Area harvested for sugar cane, ha
            1990 1,420,300
            2017 387,704

            That is over 1 million ha of abandoned sugarcane land.
            That is the main problem with marabu.

            http://www.fao.org/faostat/en/#data/QC
            https://data.worldbank.org/indicator/SP.URB.TOTL.IN.ZS?locations=CU&view=chart

          • dirk says

            I wasn’t talking on Cuba Gringo, but in general. Millions and millions of wastelands and grazing area in Africa are overgrwon with mezquite now, a shrub from the same family as sicklebush. Hopefuly, the Chinese are buying more land there (though, in former comments I was against it), they without doubt know better how to deal with those rangeland problems. Not only cropland, also rural populations dwindle everywhere, I don’t know why,life is so much better there.

          • dirk says

            One more remark, Gringo. I worked for some time on the last sugarcane plantation in Surinam. The sugar had a high artificial price, due to Brussel agreements. As soon as this subsidy was abandoned, the plantation also got broke, all bush now again, and the factory a ruin. Brasil, Australia and the South of the US (and some central american nations) are delivering sugar from cane now, much cheaper. Though, remember the pictures of Fidel, harvesting cane by machete? He really knew how to do it, impressive it was (unlike Che, the doctor).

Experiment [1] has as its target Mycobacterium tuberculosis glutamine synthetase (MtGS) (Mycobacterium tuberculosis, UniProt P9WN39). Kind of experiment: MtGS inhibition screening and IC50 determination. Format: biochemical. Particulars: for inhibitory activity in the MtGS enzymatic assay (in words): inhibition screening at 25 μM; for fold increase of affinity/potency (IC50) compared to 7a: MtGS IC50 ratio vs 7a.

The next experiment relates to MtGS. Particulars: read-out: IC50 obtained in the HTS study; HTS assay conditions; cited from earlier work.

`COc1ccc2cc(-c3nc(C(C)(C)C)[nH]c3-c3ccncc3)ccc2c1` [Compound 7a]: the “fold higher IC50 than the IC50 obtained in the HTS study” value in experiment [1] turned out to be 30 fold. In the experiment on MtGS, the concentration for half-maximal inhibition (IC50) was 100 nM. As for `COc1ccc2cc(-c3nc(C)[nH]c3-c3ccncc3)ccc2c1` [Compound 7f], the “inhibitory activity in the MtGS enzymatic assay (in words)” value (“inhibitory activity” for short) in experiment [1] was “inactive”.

• dirk says

          Nice photographs Tars, beautiful flowers, and even used to grow as a bonsai. However, it is a leguminous shrub with pods and seeds , not unlike mezquite, another invasive shrub (this one from Mexico, but a troublesome plague in African savannahs), so, no lemon fruits to be picked from, only pods and seeds (edible for men and wildlife).

  5. TheSnark says

    The Castro regime’s main justification for staying in power is the US boogey-man threatening the “independence” of Cuba. If the US dropped its embargo, the regime would no longer be able to hide its incompetence behind its nationalism.

    • Indian kid says

      Why doesn’t the US drop its embargo? One of the ways to make Cuba capitalist is to show them how much better their life can be under it. And if that idea starts spreading, the Castro descendents will either slowly lose power or have to restrict the imports, both moves of which will move the country where we want it to be.

      • TarsTarkas says

        If the US tried to drop the embargo, Raul would try to foment some disturbance that would politically force Trump to not do so. A super-Khashoggi event, perhaps. He is smart enough to know that free trade with the US would destroy his regime.

      • Gringo says

        Why doesn’t the US drop its embargo? One of the ways to make Cuba capitalist is to show them how much better their life can be under it.
        For example, a US firm could build a tourist hotel. A Cuban worker would be so much better off working for the Yanqui dollar, right? Actually, the Cuban government would vbe so much better off. Cuban Gov. to Keep 92% of Worker Salaries

        Cubans working for firms with foreign capital on the island received a bucket of cold water Tuesday when a new resolution published in the official Gazette fixes their salaries at only 8% of what the joint venture or foreign companies must pay the government in hard currency for their services.

        That is slave labor.
        Recall Cuba’s reaction to Bolsonaro’s wanting more equitable treatment for Cuban physicians working in Brazil.xxx